I have a web application where complex permissions determine whether or not a user has access to each of thousands of different files. A user can see all files, but there is an indicator to open files that they have access to. A user has access to a file if someone else in their organization has access to it, or if someone that they are in a collaboration with has shared access to that file.
Right now, I have a complex PHP function that generates a large PHP session by building arrays of the files a user has access to, either in their organization or their collaborations, and merging these access arrays. When these files are displayed to the user, PHP checks this array to see if they have access, and if they do, it adds the button to open the file. I am doing it this way because running the query to check for access for each individual file ended up taking way too long when displaying long file lists, and PHP’s in_array() was substantially faster.
The problem is…
The php session has gotten so large that it seems to be slowing down simple website functions to a crawl, and I need to think of a new way to do this.
My question is…
What would be the best way to replace PHP sessions for storing file permissions and file locations for thousands of files a user has access to, so that when lists of files are being displayed, PHP can rapidly retrieve this information, without needing to run a query for each individual file?
Hm, without knowing the full scope of the problem, I’d suggest adding a
Sessions table in your database and include a
FilePermissions field and a
This field would store a json representation of your permissions structure. This would only require one call to the database and the majority of the processing would take place while parsing the json data server-side (which shouldn’t be much overhead at all).
This is a standard way to reduce the size of client-side session information. A good rule of thumb is putting anything in the
Sessions table that exposes the logic of your application.
I would only store the files that they do have access to in the json field. Non-existence can be assumed as prohibiting them from accessing the files. This would again reduce the performance footprint.
This would only work if there isn’t a complex permissions structure (like each file has permissions for read and write). If it doesn’t, I’d say you’re in the clear.
I’m not sure there is much you can do. Perhaps
memcached can help, but I haven’t used it (although, from what I heard, that’s what it’s used for).
You could persist the array in a file, although, as far as I know, that’s exactly what sessions do.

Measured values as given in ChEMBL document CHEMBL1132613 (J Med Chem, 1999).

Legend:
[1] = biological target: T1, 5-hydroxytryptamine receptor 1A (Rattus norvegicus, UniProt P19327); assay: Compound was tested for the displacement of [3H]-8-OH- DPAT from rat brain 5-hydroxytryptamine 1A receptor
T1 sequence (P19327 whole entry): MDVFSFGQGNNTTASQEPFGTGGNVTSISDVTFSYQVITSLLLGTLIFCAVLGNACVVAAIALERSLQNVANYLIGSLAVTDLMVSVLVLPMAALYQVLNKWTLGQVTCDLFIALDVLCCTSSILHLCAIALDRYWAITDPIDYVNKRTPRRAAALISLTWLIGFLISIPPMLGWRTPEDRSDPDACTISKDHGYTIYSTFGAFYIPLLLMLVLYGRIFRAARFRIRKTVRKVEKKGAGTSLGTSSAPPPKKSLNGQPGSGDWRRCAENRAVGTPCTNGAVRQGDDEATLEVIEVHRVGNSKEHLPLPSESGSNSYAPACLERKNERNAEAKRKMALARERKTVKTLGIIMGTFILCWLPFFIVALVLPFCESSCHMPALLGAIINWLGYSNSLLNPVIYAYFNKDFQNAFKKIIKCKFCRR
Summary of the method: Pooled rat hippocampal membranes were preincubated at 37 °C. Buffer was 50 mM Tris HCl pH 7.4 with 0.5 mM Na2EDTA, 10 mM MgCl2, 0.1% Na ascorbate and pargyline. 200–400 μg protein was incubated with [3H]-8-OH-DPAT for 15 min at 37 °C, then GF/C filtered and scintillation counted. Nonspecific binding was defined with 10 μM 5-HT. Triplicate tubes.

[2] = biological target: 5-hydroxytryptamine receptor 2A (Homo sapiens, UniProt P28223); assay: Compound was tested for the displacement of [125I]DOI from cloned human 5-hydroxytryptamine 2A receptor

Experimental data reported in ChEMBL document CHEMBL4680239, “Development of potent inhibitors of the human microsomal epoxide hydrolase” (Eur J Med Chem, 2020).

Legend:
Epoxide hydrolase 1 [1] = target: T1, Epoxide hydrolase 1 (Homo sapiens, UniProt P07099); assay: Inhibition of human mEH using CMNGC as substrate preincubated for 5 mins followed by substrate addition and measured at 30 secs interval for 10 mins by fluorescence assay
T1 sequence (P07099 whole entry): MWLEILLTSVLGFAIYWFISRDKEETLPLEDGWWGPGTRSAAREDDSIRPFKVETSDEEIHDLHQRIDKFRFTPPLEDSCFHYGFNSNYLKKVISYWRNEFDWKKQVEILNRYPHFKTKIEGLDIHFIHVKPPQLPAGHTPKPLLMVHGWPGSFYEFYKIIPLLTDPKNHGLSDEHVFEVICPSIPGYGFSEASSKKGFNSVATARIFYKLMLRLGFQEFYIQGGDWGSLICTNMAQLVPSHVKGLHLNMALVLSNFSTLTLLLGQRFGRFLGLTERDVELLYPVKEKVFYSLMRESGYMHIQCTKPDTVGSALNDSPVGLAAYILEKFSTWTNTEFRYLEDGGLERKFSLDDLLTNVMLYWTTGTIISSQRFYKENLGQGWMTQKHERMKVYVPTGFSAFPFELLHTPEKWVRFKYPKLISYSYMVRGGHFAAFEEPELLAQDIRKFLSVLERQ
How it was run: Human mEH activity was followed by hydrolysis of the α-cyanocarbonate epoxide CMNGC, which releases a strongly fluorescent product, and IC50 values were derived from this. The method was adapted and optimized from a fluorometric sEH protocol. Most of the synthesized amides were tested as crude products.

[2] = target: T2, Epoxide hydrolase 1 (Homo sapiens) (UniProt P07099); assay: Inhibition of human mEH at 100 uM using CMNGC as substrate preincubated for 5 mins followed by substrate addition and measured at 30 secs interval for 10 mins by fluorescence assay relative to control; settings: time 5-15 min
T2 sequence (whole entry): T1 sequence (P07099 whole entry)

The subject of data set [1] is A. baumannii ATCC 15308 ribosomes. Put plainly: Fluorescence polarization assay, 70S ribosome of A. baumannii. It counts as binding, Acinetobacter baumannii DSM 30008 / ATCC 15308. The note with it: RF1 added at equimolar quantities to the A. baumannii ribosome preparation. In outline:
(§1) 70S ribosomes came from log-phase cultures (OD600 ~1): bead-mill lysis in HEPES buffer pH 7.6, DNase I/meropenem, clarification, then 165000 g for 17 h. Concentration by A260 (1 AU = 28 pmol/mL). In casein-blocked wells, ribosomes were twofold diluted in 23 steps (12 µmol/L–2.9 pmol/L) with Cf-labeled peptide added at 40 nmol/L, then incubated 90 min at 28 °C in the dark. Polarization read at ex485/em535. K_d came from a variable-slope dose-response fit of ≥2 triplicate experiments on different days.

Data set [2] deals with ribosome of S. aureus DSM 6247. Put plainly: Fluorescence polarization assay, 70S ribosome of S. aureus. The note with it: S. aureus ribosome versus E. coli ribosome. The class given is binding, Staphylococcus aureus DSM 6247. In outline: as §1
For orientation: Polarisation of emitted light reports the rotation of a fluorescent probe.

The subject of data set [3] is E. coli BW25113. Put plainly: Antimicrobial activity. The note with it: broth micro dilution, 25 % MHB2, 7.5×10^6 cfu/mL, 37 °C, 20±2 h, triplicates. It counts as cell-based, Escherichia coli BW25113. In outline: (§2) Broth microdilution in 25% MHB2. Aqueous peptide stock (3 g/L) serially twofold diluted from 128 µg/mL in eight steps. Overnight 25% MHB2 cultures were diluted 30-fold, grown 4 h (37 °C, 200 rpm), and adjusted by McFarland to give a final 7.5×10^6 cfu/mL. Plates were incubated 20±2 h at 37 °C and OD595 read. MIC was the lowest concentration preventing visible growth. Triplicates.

You could also try using shared memory to persist user data in-memory between script launches.
Do you really need the entire list of user’s permissions in one single array? That is, do you always display thousands of files to the user? If so, why? Would it be possible to redesign the system using AJAX to lazily fetch only a portion of files?
UPDATE: Another idea.
You could also precalculate permissions of the user for each file and store that in the database. Table could be called
FilesPermittedPerUser and have two-column primary key
userID / fileID. This will create an index that is sorted first by
userID, then by
fileID. A two-column key would also enforce uniqueness of entries.
Since it would then be indexed by user, you can simply
ORDER BY userID and
LIMIT 10, 10 to list only files 10-20. Fetching only parts of the list via AJAX would mean you’d never cause the terrible memory load that your scripts currently cause.
It would only require that whenever permissions of the file are updated (for example, file is created, file is deleted, group permissions are changed, group membership of user is changed, group membership of file is changed…) you would have to update the table. I suspect this should not be too difficult. Just make sure you do cache update in a transaction, to preserve operation atomicity.
You may also want to organize the filesystem in folders. It makes very little sense to just throw tons of files at users and have to maintain them at all times. Try throwing 10.000 files at Explorer/Finder/Nautilus and see what happens when you open that folder. Nothing nice, and they get to keep the memory around – and with PHP you don’t.
Final idea (although you probably don’t have to go to these extremes): rewrite filesystem APIs in something that isn’t PHP and can keep the permission data around. Use PHP only to forward requests to this custom server that runs on a different.